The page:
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Rueffer, Batavia boys basketball steal thunder from Elgin star

BATAVIA – Elgin’s point guard put on a show.

Batavia’s point guard won the basketball game.

Bulldogs senior Mike Rueffer drove to the basket and converted a spinning layup with 8 seconds left Tuesday to give the Batavia boys basketball team a thrilling, 55-54 comeback win against Elgin.

Maroons point guard Arie Williams lived up to his lofty billing with a sometimes breathtaking 32-point outburst, but it was Williams’ counterpart who was smiling wide after the game.

“He’s a little bit of an underrated point guard over there,” Batavia senior Zach Strittmatter, standing a few feet from Rueffer in the Bulldogs’ locker room, said of his fellow senior. “Few turnovers. He’s very good at getting to the basket. He caught the edge on [his man], and he just made a great shot.”

Trailing by five points with a minute to go, Rueffer and Strittmatter supplied the caliber of veteran leadership required to make Elgin pay for its late struggles.

Rueffer made a 10-footer on the baseline to trim the Maroons’ lead to 54-51 with 58 seconds left to play.

After Elgin’s Tanner Bednar missed two free throws, Rueffer attempted to tie the game with a 3-pointer, but the shot rimmed out. Strittmatter, though, seized one of his game-high 11 rebounds in traffic, and his stick-back brought the Bulldogs within 54-53 with 33 seconds to play.

“They’re not all that big of a team, so I felt I could go get some boards just by going hard to the basket,” Strittmatter said. “Maybe get lucky, like that one I got a little bit lucky, ball comes right to me.”

The Maroons (9-8, 1-6 Upstate Eight Conference River), were unable to put the ball in Williams’ hands at key moments down the stretch, then missed two more free throws, this time from forward Eric Sedlack, with 18 seconds left.

Bulldogs coach Jim Nazos initially sought to run a play for sharpshooting guard Micah Coffey on the decisive possession to follow, but with Coffey well covered, the Bulldogs instead cleared out for Rueffer, who knifed into the lane for the night’s final bucket.

Batavia batted the ball away from Elgin three times in the final eight seconds, twice by Rueffer off inbounds plays, as the Maroons were unable to uncork a last shot.

The win was the seventh in eight games for Batavia (9-8, 3-4 UEC River), which moved above .500 for the first time since starting the season 2-1 at the Windmill City Classic.

Elgin hadn’t played since the calendar turned to 2013, but Williams – the Maroons’ lightning-quick, 5-foot-9 guard – needed no time to rediscover his shooting stroke.

He buried seven 3-pointers on the night, five in the first half, and bedeviled several different Bulldogs defenders who tried to shake Williams out of his zone.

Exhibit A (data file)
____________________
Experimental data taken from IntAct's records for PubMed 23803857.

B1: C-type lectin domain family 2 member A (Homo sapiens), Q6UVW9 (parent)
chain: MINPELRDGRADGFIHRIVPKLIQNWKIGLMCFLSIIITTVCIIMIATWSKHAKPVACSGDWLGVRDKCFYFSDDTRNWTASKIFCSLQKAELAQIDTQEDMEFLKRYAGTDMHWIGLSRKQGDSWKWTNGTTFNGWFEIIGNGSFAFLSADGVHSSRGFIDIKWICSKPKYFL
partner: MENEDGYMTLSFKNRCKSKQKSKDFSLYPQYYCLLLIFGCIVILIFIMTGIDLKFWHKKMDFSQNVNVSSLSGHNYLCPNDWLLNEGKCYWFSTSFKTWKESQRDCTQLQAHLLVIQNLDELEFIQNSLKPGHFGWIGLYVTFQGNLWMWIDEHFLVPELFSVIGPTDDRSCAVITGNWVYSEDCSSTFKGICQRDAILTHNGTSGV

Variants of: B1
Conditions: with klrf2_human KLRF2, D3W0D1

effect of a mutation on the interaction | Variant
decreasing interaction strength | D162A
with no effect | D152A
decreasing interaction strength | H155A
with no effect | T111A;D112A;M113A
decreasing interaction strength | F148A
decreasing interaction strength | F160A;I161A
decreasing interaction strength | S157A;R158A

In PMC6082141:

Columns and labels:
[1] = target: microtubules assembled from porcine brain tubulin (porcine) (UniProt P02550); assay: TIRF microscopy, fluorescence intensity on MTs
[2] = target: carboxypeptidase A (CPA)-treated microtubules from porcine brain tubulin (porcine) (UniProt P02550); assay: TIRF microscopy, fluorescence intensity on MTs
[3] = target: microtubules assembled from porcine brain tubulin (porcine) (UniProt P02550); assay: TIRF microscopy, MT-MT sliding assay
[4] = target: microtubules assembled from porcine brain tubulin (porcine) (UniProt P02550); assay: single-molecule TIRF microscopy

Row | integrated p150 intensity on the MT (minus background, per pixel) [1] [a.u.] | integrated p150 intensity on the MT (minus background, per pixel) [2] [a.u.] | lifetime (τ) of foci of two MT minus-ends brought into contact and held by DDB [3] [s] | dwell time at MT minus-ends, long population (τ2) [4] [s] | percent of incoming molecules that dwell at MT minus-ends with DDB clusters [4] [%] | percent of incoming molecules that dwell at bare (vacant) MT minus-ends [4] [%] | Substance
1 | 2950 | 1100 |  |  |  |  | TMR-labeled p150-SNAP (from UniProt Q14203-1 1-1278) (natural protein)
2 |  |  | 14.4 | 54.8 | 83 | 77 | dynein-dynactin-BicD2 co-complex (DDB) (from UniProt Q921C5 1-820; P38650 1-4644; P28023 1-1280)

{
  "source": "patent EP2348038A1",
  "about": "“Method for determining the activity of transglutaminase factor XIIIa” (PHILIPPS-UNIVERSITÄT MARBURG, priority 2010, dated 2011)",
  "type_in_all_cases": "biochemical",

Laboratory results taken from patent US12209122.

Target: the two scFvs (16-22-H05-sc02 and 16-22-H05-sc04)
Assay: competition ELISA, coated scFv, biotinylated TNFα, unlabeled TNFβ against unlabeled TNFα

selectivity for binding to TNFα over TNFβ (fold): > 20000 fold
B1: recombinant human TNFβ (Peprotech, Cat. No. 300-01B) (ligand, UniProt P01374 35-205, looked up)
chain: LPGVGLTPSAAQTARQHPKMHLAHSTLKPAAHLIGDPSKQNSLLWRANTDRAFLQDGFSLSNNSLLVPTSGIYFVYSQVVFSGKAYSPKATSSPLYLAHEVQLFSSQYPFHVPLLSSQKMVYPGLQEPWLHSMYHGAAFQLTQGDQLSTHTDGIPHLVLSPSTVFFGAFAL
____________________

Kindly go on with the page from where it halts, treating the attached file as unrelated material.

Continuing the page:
“We’re playing great defense on him, and then all the sudden he just hits a shot,” Strittmatter said. “There’s a sense of helplessness with that. But in the fourth quarter, we buckled down a little bit.”

Williams had 27 points entering the fourth quarter, all from the floor, but managed only five points from the foul line in the fourth quarter. His flow likely was disrupted by picking up his fourth foul in the final minute of the third quarter on a three-point play by Rueffer that brought the Bulldogs within 43-36.

Rueffer and the Bulldogs kept trying to drive it at Williams in the early stages of the fourth quarter in hopes of taking advantage of his foul-trouble vulnerability.

“It seems like that whole next 3 and a half minutes, we’re trying to get Mike in a 1-on-1 situation with him to get him his [fifth foul], and the next thing you know, we’re out of what we normally do, we’re out of synch,” Nazos said. “So it’s that fine line, do you keep going at it and keep grinding something there, or do you try to go back to what you’re doing? I guess there’s no concrete answer for it, but all I know is if he was out of the game it’d be a lot easier.”

Elgin coach Mike Sitter allowed Williams to play through the foul trouble and was pleased that Williams showed the discipline to avoid picking up his fifth. The rest of the Maroons’ fourth quarter execution, though, was hard for the coach to stomach.

“I think [Batavia] scored their last seven possessions in a row – if you can’t get a stop late defensively and if you can’t hit free throws, you don’t deserve to win games in conference,” Sitter said. “That’s what it comes down to. You can’t play well for three and a half quarters and expect to win. It’s got to be four, full quarters.”

Rueffer scored all nine of his points in the second half after a frustrating start to the game that included an inability to convert two early drives to the basket. Those mishaps seemed far from his mind in the final moments as he scored one of the biggest baskets of his Bulldogs career.

“He’s always in control,” Nazos said of Rueffer. “He’s a point guard. He’s always got control of the game, control of the floor. He didn’t panic. He just stayed calm and cleared out a side, and made his move.”

Strittmatter had a team-high 16 points to go with his 11 rebounds, while Coffey’s 12 points came on four 3-pointers, including one that drew the Bulldogs with 43-41 early in the fourth quarter. Luke Horton scored half of his eight points on a pair of crucial, inside baskets in the final quarter.

But for all of Batavia’s clutch performances, there still was no forgetting the theatrics provided by Williams, who reminded Rueffer of a recent Upstate Eight Conference legend.

“My sophomore year I guarded [former East Aurora Star Ryan Boatright, now at UConn], and that’s about to the extent of what he has with his ball-handling skills,” Rueffer said. “You never know where he’s going to go, and his first step is pretty much like Boatright’s, in my opinion. He just goes. Once he sees an alley, he goes, and he’s not turning back.”

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